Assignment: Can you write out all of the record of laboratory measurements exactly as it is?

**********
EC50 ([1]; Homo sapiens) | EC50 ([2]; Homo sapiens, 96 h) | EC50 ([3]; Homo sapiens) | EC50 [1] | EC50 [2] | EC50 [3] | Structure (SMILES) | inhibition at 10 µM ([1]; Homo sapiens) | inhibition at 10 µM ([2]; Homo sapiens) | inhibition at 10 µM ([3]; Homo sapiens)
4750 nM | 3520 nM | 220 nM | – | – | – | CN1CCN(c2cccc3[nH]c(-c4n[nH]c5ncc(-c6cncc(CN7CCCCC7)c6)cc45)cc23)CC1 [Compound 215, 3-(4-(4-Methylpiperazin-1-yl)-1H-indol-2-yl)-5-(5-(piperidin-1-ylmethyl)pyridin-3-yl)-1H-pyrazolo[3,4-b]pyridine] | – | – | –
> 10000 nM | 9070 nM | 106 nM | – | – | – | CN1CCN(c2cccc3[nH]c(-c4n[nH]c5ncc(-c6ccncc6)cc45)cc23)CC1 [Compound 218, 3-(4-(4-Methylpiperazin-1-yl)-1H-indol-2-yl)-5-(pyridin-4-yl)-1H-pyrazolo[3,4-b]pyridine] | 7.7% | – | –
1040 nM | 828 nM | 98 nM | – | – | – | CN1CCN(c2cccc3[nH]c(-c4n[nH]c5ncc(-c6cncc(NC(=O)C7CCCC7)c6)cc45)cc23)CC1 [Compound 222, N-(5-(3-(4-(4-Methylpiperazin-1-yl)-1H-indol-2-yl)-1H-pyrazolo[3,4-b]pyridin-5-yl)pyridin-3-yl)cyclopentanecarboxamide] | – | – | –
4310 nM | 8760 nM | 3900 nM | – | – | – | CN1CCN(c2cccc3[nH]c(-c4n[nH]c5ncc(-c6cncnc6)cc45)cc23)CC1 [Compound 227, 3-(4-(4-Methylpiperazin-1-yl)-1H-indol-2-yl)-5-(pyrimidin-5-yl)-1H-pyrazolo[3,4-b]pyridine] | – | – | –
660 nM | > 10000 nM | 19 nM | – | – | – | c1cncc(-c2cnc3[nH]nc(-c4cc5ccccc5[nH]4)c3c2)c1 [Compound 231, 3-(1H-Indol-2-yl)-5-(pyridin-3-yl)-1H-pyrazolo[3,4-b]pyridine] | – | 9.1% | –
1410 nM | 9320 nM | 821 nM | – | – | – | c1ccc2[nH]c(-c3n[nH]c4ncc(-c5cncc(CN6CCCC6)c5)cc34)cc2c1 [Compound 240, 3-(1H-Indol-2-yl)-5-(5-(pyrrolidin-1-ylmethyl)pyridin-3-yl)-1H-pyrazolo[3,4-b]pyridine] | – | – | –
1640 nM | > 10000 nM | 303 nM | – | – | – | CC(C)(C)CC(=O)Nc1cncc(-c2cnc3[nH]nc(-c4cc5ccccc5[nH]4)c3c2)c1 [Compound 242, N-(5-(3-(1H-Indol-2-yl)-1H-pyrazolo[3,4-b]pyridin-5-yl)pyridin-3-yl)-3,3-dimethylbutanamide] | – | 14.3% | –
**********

EC50 ([1]; Homo sapiens) | EC50 ([2]; Homo sapiens, 96 h) | EC50 ([3]; Homo sapiens) | EC50 [1] | EC50 [2] | EC50 [3] | Structure (SMILES) | inhibition at 10 µM ([1]; Homo sapiens) | inhibition at 10 µM ([2]; Homo sapiens) | inhibition at 10 µM ([3]; Homo sapiens)
4750 nM | 3520 nM | 220 nM | – | – | – | CN1CCN(c2cccc3[nH]c(-c4n[nH]c5ncc(-c6cncc(CN7CCCCC7)c6)cc45)cc23)CC1 [Compound 215, 3-(4-(4-Methylpiperazin-1-yl)-1H-indol-2-yl)-5-(5-(piperidin-1-ylmethyl)pyridin-3-yl)-1H-pyrazolo[3,4-b]pyridine] | – | – | –
> 10000 nM | 9070 nM | 106 nM | – | – | – | CN1CCN(c2cccc3[nH]c(-c4n[nH]c5ncc(-c6ccncc6)cc45)cc23)CC1 [Compound 218, 3-(4-(4-Methylpiperazin-1-yl)-1H-indol-2-yl)-5-(pyridin-4-yl)-1H-pyrazolo[3,4-b]pyridine] | 7.7% | – | –
1040 nM | 828 nM | 98 nM | – | – | – | CN1CCN(c2cccc3[nH]c(-c4n[nH]c5ncc(-c6cncc(NC(=O)C7CCCC7)c6)cc45)cc23)CC1 [Compound 222, N-(5-(3-(4-(4-Methylpiperazin-1-yl)-1H-indol-2-yl)-1H-pyrazolo[3,4-b]pyridin-5-yl)pyridin-3-yl)cyclopentanecarboxamide] | – | – | –
4310 nM | 8760 nM | 3900 nM | – | – | – | CN1CCN(c2cccc3[nH]c(-c4n[nH]c5ncc(-c6cncnc6)cc45)cc23)CC1 [Compound 227, 3-(4-(4-Methylpiperazin-1-yl)-1H-indol-2-yl)-5-(pyrimidin-5-yl)-1H-pyrazolo[3,4-b]pyridine] | – | – | –
660 nM | > 10000 nM | 19 nM | – | – | – | c1cncc(-c2cnc3[nH]nc(-c4cc5ccccc5[nH]4)c3c2)c1 [Compound 231, 3-(1H-Indol-2-yl)-5-(pyridin-3-yl)-1H-pyrazolo[3,4-b]pyridine] | – | 9.1% | –
1410 nM | 9320 nM | 821 nM | – | – | – | c1ccc2[nH]c(-c3n[nH]c4ncc(-c5cncc(CN6CCCC6)c5)cc34)cc2c1 [Compound 240, 3-(1H-Indol-2-yl)-5-(5-(pyrrolidin-1-ylmethyl)pyridin-3-yl)-1H-pyrazolo[3,4-b]pyridine] | – | – | –
1640 nM | > 10000 nM | 303 nM | – | – | – | CC(C)(C)CC(=O)Nc1cncc(-c2cnc3[nH]nc(-c4cc5ccccc5[nH]4)c3c2)c1 [Compound 242, N-(5-(3-(1H-Indol-2-yl)-1H-pyrazolo[3,4-b]pyridin-5-yl)pyridin-3-yl)-3,3-dimethylbutanamide] | – | 14.3% | –